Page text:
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Chronic Kidney Disease in Hyperthyroid Cats

Alex Gallagher, DVM, MS, DACVIM (SAIM), University of Florida

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In the Literature

Williams TL, Elliott J, Syme HM, Archer J. Investigation of the association between serum protein concentrations and concurrent chronic kidney disease in hyperthyroid cats. Res Vet Sci. 2017;115:412-417.


Hyperthyroidism is the most common endocrine disorder in cats, with prevalence ranging from 2% to 4%.1 Because of increases in glomerular filtration rate and decreased muscle mass, cats with hyperthyroidism may have masked concurrent chronic kidney disease (CKD) that does not become apparent until after treatment.2,3 It can be difficult to determine before therapy which cats may develop azotemia after restoration of the euthyroid state. A suitable biomarker has not been identified in prior reports.

In a previous study, lower plasma globulin concentrations were found to be a predictor of azotemia within 240 days of diagnosis of hyperthyroidism.4 In the present study, the investigators aimed to establish the repeatability of this finding and determine whether a particular globulin fraction, measured by protein electrophoresis, was associated with masked CKD. Fifty-six hyperthyroid cats and 26 healthy older cats were evaluated. Although differences were found between healthy and hyperthyroid cats in some variables, no differences were noted in concentrations of total globulin or any of its fractions between masked-azotemic and nonazotemic cats. 

Because a reliable biomarker to determine masked kidney disease is not available, clinicians should thoroughly evaluate kidney function in cats before and after hyperthyroidism treatment. Thyroid function should also be assessed using thyroid-stimulating hormone and total thyroxine concentrations to avoid iatrogenic posttreatment hypothyroidism, as this can contribute to azotemia and reduced survival time.5,6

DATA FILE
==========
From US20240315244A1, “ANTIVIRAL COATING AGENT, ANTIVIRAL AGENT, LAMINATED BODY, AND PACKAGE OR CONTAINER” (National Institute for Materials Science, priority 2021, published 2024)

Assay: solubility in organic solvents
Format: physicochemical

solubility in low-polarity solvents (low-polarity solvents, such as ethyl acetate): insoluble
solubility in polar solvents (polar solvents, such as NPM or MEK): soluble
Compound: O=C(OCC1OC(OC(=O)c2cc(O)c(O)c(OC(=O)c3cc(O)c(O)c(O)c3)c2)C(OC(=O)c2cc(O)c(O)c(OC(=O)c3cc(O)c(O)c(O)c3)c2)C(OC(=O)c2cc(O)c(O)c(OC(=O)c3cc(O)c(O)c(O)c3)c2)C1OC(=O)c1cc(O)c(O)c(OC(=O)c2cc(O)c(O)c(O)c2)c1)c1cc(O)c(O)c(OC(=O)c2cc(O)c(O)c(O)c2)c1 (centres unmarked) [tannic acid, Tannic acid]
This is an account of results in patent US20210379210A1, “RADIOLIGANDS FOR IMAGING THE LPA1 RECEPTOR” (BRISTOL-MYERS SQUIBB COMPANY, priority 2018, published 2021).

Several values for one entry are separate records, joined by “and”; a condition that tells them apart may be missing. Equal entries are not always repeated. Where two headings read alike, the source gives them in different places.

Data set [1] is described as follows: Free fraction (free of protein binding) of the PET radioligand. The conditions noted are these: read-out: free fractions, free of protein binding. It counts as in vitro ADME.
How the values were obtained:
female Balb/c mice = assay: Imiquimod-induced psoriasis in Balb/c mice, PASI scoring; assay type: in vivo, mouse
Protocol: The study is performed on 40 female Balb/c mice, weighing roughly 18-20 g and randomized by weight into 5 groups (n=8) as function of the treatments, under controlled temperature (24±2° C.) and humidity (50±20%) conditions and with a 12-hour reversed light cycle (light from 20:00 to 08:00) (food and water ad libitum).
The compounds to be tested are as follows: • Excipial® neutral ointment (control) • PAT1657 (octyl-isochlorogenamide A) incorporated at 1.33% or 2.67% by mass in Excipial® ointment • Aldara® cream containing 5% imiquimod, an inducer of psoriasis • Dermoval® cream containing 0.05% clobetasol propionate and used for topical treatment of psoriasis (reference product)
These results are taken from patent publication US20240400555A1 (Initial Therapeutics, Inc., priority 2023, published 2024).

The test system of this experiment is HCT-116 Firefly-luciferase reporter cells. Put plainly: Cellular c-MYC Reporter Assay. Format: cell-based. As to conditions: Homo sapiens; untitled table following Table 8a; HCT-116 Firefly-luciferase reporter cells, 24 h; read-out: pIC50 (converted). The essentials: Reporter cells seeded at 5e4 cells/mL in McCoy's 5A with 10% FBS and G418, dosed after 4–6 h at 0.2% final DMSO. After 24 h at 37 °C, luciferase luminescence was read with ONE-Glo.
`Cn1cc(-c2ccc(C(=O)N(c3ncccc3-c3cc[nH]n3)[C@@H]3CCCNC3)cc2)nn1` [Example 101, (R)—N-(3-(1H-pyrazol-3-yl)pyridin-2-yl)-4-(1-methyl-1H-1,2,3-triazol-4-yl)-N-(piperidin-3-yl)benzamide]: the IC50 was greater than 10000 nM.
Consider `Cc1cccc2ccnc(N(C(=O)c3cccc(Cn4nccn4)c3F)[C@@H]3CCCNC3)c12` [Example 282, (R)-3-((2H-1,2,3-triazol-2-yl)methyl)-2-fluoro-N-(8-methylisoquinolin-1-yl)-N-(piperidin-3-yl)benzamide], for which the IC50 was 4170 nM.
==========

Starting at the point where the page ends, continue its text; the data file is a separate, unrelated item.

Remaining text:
Key pearls to put into practice:


Cats with hyperthyroidism should be screened at the time of diagnosis for evidence of CKD through evaluation of serum chemistry profile and urinalysis. Blood pressure should also be measured to assess for hypertension.


Because there is not a reliable biomarker to determine the presence of masked kidney disease, reassessment for kidney disease should be performed once the cat is euthyroid.



A hypothyroid state after treatment can contribute to the development of azotemia and result in reduced survival time.


For global readers, a calculator to convert laboratory values, dosages, and other measurements to SI units can be found here.

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